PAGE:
An Armenian law on “individuals subject to special state protection” has until now guaranteed such privileged healthcare only for the president of the republic and his family. The NSS wants to extend the government-funded privilege to the two other officials.
The security agency circulated a relevant bill on Monday days after Pashinian’s government reportedly stopped paying for medical services provided to ordinary citizens by public and private hospitals. According to news reports, the Armenian Ministry of Health attributed the drastic measure to a lack of public funds resulting from an increased number of people seeking free surgeries and other essential treatment.
Opposition politicians and other government critics denounced the NSS bill, saying that it makes mockery of Pashinian’s past promises to establish social justice and equality in the country.
“Three years ago Nikol Pashinian was saying that there are three million prime ministers in Armenia,” said Anna Grigorian, a parliament deputy from the opposition Hayastan bloc. “But that is still not manifested in any way. The prime minister has extensive powers now, and you can see how just big his security detail is.”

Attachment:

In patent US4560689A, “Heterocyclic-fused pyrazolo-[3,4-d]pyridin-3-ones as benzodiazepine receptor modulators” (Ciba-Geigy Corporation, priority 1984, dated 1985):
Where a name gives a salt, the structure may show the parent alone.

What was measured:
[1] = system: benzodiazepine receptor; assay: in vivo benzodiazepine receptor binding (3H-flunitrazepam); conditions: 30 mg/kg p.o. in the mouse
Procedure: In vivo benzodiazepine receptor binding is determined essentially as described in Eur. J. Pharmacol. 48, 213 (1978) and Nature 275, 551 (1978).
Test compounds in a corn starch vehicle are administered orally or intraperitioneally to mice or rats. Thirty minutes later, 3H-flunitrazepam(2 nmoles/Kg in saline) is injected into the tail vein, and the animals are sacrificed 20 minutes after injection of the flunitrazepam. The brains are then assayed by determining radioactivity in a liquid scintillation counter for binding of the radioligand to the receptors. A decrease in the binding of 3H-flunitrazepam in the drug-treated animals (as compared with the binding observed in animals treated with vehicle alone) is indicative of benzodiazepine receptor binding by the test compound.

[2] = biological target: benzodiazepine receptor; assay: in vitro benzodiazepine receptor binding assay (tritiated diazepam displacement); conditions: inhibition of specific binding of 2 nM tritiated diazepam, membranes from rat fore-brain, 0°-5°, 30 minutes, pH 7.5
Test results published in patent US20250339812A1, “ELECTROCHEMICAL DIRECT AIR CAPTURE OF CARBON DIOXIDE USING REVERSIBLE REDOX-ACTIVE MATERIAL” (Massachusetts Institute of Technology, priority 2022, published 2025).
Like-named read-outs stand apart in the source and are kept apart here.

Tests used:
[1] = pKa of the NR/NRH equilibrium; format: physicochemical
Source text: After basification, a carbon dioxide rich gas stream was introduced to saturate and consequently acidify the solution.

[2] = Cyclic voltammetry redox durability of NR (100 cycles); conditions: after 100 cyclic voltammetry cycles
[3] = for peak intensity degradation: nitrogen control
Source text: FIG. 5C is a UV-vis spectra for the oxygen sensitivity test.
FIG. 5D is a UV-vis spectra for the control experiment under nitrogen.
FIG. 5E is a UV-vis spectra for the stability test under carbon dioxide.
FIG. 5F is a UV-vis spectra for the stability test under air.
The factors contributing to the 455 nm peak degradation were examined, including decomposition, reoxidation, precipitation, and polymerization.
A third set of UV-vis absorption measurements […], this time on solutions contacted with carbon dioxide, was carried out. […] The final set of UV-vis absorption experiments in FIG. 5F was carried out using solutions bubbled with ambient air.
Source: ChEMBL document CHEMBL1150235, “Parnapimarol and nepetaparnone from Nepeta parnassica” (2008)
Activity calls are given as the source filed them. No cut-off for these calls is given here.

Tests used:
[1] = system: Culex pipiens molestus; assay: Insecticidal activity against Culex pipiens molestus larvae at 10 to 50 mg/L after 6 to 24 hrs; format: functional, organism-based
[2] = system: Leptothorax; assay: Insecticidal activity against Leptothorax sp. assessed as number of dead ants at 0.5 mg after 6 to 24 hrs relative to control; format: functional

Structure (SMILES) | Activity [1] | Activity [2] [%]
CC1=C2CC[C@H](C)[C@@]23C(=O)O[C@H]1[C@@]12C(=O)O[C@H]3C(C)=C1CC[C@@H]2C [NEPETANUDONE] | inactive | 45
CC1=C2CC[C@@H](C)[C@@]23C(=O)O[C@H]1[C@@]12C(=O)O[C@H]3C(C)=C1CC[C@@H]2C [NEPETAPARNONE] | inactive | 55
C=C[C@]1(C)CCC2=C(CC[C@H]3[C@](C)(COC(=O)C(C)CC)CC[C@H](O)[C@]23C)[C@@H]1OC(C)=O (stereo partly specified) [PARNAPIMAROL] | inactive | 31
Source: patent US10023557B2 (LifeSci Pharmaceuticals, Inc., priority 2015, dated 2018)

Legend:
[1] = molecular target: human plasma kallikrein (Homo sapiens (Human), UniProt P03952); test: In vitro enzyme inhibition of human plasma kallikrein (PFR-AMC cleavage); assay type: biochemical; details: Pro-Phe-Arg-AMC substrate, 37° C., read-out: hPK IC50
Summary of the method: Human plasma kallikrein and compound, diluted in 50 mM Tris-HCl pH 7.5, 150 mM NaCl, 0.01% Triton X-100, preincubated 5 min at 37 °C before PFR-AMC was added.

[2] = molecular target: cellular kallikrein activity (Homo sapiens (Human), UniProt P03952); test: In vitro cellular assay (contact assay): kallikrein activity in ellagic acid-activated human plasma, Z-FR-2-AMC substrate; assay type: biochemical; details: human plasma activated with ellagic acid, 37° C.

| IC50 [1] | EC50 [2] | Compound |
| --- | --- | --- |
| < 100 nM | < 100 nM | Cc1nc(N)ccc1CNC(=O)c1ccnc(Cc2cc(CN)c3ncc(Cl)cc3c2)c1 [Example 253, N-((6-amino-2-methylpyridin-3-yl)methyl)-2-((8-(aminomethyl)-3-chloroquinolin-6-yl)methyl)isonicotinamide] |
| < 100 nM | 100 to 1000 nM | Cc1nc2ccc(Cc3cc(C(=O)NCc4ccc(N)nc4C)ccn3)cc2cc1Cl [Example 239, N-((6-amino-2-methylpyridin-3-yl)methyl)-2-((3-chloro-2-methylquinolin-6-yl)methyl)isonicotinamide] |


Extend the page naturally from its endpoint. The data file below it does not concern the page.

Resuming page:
Grigorian told RFE/RL’s Armenian on Tuesday that the extra privilege sought for him is all the more unethical now that Armenia is continuing to grapple with serious national security challenges after last year’s war in Nagorno-Karabakh.
Hayk Mamijanian, another opposition lawmaker representing the opposition Pativ Unem bloc, speculated that the NSS bill may be aimed at deflecting public attention from those challenges. He said Pashinian and Simonian “must have the morality and the will to renounce that privilege” and redirect government funding required for it to low-income Armenians in urgent need of medical aid.
Yerevan residents randomly interviewed by RFE/RL’s Armenian Service echoed the opposition criticism.
“If ordinary people cannot be treated at the state’s expense why should they have such privileges?” said one woman. “Are they better than ordinary people?”
“This was done covertly in the past. Now they want to legalize that,” complained a man.
Hrachya Hakobian, a pro-government parliamentarian and Pashinian’s brother-in-law, defended the proposed measure which appears to enjoy government backing. Hakobian argued that Armenia’s presidents and their families have never been criticized for having personal doctors paid by the state. The prime minister and the parliament speaker must not be denied the same right, he said.